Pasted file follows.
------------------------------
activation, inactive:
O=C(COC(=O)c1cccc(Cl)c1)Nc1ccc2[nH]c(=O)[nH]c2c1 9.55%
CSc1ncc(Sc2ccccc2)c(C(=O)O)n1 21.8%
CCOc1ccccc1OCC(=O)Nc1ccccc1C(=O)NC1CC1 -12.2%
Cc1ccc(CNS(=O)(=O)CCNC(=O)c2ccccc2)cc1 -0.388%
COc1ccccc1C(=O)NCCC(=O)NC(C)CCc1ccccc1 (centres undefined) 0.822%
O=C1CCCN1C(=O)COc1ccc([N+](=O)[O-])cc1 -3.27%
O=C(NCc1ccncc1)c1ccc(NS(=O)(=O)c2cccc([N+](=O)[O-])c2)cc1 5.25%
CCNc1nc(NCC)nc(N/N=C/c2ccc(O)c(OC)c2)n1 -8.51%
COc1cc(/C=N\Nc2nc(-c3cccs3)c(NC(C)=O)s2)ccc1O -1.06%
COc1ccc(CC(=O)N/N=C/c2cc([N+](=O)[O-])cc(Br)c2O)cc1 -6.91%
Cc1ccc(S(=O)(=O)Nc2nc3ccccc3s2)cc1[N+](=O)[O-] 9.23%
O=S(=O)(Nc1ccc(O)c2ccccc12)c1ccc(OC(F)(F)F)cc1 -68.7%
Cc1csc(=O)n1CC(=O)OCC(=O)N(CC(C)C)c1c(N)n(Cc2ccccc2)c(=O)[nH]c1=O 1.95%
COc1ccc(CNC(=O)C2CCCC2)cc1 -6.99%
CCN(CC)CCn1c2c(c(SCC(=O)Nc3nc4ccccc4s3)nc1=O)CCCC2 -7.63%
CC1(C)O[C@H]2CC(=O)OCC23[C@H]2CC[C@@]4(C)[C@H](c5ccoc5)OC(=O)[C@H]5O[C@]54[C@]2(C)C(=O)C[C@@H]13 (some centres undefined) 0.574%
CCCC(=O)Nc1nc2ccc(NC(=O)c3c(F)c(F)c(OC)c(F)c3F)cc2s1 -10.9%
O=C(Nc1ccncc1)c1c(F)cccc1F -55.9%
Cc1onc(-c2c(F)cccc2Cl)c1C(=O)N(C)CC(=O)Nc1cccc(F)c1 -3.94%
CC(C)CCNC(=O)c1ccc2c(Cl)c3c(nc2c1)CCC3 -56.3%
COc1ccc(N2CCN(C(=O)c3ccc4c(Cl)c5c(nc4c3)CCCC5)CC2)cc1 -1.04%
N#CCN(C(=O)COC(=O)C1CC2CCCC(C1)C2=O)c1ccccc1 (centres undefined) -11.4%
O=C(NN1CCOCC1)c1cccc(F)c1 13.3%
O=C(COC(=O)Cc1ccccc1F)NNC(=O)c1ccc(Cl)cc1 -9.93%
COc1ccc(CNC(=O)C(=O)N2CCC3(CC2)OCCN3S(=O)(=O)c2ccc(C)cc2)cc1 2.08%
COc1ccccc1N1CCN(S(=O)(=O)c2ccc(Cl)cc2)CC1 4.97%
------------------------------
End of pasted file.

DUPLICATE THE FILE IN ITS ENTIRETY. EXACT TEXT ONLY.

activation, inactive:
O=C(COC(=O)c1cccc(Cl)c1)Nc1ccc2[nH]c(=O)[nH]c2c1 9.55%
CSc1ncc(Sc2ccccc2)c(C(=O)O)n1 21.8%
CCOc1ccccc1OCC(=O)Nc1ccccc1C(=O)NC1CC1 -12.2%
Cc1ccc(CNS(=O)(=O)CCNC(=O)c2ccccc2)cc1 -0.388%
COc1ccccc1C(=O)NCCC(=O)NC(C)CCc1ccccc1 (centres undefined) 0.822%
O=C1CCCN1C(=O)COc1ccc([N+](=O)[O-])cc1 -3.27%
O=C(NCc1ccncc1)c1ccc(NS(=O)(=O)c2cccc([N+](=O)[O-])c2)cc1 5.25%
CCNc1nc(NCC)nc(N/N=C/c2ccc(O)c(OC)c2)n1 -8.51%
COc1cc(/C=N\Nc2nc(-c3cccs3)c(NC(C)=O)s2)ccc1O -1.06%
COc1ccc(CC(=O)N/N=C/c2cc([N+](=O)[O-])cc(Br)c2O)cc1 -6.91%
Cc1ccc(S(=O)(=O)Nc2nc3ccccc3s2)cc1[N+](=O)[O-] 9.23%
O=S(=O)(Nc1ccc(O)c2ccccc12)c1ccc(OC(F)(F)F)cc1 -68.7%
Cc1csc(=O)n1CC(=O)OCC(=O)N(CC(C)C)c1c(N)n(Cc2ccccc2)c(=O)[nH]c1=O 1.95%
COc1ccc(CNC(=O)C2CCCC2)cc1 -6.99%
CCN(CC)CCn1c2c(c(SCC(=O)Nc3nc4ccccc4s3)nc1=O)CCCC2 -7.63%
CC1(C)O[C@H]2CC(=O)OCC23[C@H]2CC[C@@]4(C)[C@H](c5ccoc5)OC(=O)[C@H]5O[C@]54[C@]2(C)C(=O)C[C@@H]13 (some centres undefined) 0.574%
CCCC(=O)Nc1nc2ccc(NC(=O)c3c(F)c(F)c(OC)c(F)c3F)cc2s1 -10.9%
O=C(Nc1ccncc1)c1c(F)cccc1F -55.9%
Cc1onc(-c2c(F)cccc2Cl)c1C(=O)N(C)CC(=O)Nc1cccc(F)c1 -3.94%
CC(C)CCNC(=O)c1ccc2c(Cl)c3c(nc2c1)CCC3 -56.3%
COc1ccc(N2CCN(C(=O)c3ccc4c(Cl)c5c(nc4c3)CCCC5)CC2)cc1 -1.04%
N#CCN(C(=O)COC(=O)C1CC2CCCC(C1)C2=O)c1ccccc1 (centres undefined) -11.4%
O=C(NN1CCOCC1)c1cccc(F)c1 13.3%
O=C(COC(=O)Cc1ccccc1F)NNC(=O)c1ccc(Cl)cc1 -9.93%
COc1ccc(CNC(=O)C(=O)N2CCC3(CC2)OCCN3S(=O)(=O)c2ccc(C)cc2)cc1 2.08%
COc1ccccc1N1CCN(S(=O)(=O)c2ccc(Cl)cc2)CC1 4.97%